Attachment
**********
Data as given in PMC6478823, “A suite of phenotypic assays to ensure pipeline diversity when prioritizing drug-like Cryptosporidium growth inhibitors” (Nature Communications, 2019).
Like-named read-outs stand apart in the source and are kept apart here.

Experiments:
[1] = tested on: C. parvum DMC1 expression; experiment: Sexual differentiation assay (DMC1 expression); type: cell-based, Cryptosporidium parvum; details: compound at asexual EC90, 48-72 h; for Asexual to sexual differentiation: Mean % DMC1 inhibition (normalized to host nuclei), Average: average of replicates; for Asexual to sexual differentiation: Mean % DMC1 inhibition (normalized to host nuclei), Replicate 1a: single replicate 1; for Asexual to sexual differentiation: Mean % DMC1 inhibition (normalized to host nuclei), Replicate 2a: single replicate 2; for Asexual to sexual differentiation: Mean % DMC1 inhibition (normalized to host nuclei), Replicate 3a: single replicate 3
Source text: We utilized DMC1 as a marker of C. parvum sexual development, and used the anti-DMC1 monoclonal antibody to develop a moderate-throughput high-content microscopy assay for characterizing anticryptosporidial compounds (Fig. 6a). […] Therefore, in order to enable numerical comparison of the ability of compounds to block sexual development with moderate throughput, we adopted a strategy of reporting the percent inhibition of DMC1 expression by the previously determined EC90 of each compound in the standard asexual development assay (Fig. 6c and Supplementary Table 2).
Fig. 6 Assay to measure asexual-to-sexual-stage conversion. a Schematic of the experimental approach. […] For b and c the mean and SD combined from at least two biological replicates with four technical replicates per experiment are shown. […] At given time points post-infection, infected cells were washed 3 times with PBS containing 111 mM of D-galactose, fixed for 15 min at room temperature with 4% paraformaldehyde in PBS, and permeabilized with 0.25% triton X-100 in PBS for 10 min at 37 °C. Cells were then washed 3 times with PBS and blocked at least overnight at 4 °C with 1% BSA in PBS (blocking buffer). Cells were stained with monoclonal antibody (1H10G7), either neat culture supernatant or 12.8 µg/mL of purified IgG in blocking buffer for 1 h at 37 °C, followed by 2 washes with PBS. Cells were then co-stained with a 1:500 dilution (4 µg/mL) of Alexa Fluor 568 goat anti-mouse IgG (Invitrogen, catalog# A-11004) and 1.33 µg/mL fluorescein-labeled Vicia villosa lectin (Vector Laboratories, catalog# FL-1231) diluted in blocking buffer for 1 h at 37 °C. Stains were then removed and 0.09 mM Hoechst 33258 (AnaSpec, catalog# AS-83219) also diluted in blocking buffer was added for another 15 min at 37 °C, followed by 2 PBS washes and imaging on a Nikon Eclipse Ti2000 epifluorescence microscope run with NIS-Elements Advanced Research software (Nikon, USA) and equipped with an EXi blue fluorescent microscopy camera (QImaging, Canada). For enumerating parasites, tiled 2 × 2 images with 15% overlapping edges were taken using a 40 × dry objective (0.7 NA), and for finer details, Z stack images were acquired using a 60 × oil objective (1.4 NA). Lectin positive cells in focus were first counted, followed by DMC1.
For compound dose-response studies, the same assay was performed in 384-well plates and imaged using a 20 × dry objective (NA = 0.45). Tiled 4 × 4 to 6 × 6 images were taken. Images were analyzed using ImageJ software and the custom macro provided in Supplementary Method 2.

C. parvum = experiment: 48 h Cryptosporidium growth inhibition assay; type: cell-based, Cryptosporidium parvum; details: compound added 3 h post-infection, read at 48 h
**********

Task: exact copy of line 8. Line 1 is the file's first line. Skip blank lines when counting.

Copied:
C. parvum = experiment: 48 h Cryptosporidium growth inhibition assay; type: cell-based, Cryptosporidium parvum; details: compound added 3 h post-infection, read at 48 h